- - Monday, June 11, 2018

ANALYSIS/OPINION:

Perhaps “What’s in a label?” would be an appropriate question to ask of a modern day Romeo and Juliet. Today’s grocery aisles are so covered by labels warning that soda is dangerous and barbecues will give you cancer, that any star-crossed couple is right to be confused about their real risk.

Presumably, labels exist to communicate accurate information about a product’s content and safety. But the Coalition for Accurate Product Labels reports that in the first half of 2018, 11 states introduced close to three dozen proposals for warning labels or ingredient disclosures that went beyond national standards, and in many cases exceeded the bounds of known evidence. Labels inspired by a preferred worldview or issued as an attempt to solve a grand problem without proper evidence have landed us in a regulatory muck of meaningless warnings and unnecessary added costs to businesses, which are inevitably passed on to consumers.

Take San Francisco, which in 2015 issued an ordinance requiring labels on sugar-sweetened beverage advertisements that read, “Warning: Drinking beverages with added sugar(s) contributes to obesity, diabetes, and tooth decay. This is a message from the City and County of San Francisco.” The tobacco-style warning left little to consumers’ imagination.

But unlike cigarette smoking, which no amount of moderation can make healthy, the U.S. Food and Drug Administration recognizes that “added sugars can be a part of a healthy dietary pattern.” It’s sugar regularly consumed in excess, regardless of its source, that contributes to these health problems.

This discrepancy became the crux of the argument against San Francisco’s ordinance when the country’s largest non-alcoholic beverage trade association, the American Beverage Association, challenged it in court. U.S. Circuit Judge Sandra Ikuta agreed with the association, noting in her conclusion that “By focusing on a single product, the warning conveys the message that sugar-sweetened beverages are less healthy than other sources of added sugars and calories.”

Even when efforts to sway consumer behavior do attempt to treat products evenly, they haven’t succeeded in practice. When Philadelphia opted to warn consumers about the dangers of sugar-sweetened beverages via their pocketbook with a 1.5 cent per ounce soda tax, soda consumption dropped but consumers seemed not to treat other drinks with the same aversion.

Consider Silk Almond Milk, an increasingly popular alternative to dairy. Silk’s vanilla-flavored beverage contains roughly 13 grams of added sugar per one cup serving — that’s more than 60 percent of the beverage’s total calories, and roughly half of what you’d find in a similarly sized portion of Coca-Cola.

And while no one is pouring Coke over their Cheerios, the fake milk is hardly a healthy alternative to what cows produce. Although the amount of added sugar in Silk’s Vanilla Almond Milk far exceeds the CDC’s 10 percent of total calorie recommendations, the dairy alternative’s health halo hasn’t been shaken by traditional labeling or taxation measure.

In terms of health impact, there’s perhaps no greater sham masquerading as a labeling law than California’s Proposition 65. It requires a warning for cancer, birth defects, or other reproductive harms on coffee although scientists are in near uniform agreement that no amount of coffee will cause these harms in humans. Nonetheless, California’s law requires warnings because coffee naturally contains trace amounts of a chemical called acrylamide.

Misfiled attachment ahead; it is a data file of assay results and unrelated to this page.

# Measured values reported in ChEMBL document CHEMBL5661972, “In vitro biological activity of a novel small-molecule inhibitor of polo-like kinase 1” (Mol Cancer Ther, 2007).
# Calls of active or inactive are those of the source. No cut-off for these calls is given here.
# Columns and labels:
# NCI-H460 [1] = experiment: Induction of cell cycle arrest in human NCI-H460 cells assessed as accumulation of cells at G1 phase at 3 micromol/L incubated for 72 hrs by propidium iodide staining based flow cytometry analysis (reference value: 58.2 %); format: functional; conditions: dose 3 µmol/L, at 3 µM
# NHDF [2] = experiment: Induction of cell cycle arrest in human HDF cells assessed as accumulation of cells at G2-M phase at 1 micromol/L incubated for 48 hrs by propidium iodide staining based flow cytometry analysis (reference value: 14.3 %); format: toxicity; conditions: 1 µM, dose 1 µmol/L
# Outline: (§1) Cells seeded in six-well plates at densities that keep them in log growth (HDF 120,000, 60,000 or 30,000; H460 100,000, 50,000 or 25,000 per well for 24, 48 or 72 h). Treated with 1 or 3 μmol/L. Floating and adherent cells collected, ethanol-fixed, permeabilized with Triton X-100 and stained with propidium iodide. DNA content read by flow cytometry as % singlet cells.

It’s simple enough for consumers to brush off the absurd label when it comes to a product they’ve safely consumed for decades, but Proposition 65 also brings with it unseen hundreds of millions of dollars for predatory lawyers who sue businesses when products fail to display the labels. Although Proposition 65 is a state law, businesses outside of California that sell to California consumers indirectly can still face a lawsuit. A new report from the Center for Accountability in Science, which is managed by my public relations firm, found that between 2010 and 2017, local businesses in Maryland and Virginia paid almost $4 million to settle these claims.

Even if a company avoids litigation, they can spend hundreds of thousands of dollars in labor and additional expenses to comply with the California law. A business owner can elect to add Proposition 65 warnings to all their products and risk isolating consumers elsewhere in the nation who aren’t used to the ominous warnings, or devote an entire supply line to labeling only those products that have a chance to appear on California shelves. And for what? Cancer warnings on perfectly safe products?

So what should be in a label? With state-based labeling requirements like Vermont’s now-defunct proposal to label all GMOs costing as much as $3.8 billion, it’s a question that merits attention.

Last week, a trio of bipartisan congressmen and a senator attempted to answer the labeling question by introducing legislation to wipe clean the patchwork of inaccurate labels cropping up around the country. The Accurate Labels Act would require science-based criteria for all state and local labeling requirements (though of note, the law doesn’t impact current federal nutrition labels or allergen warning requirements). With passage, the law will not bode well for regulations like Proposition 65, which is good news for consumers.

If Washington is draining anything, let’s start with the swamp of inaccurate labels misleading consumers and driving up prices.

Richard Berman is the president of Berman and Co., a public relations firm in Washington, D.C.


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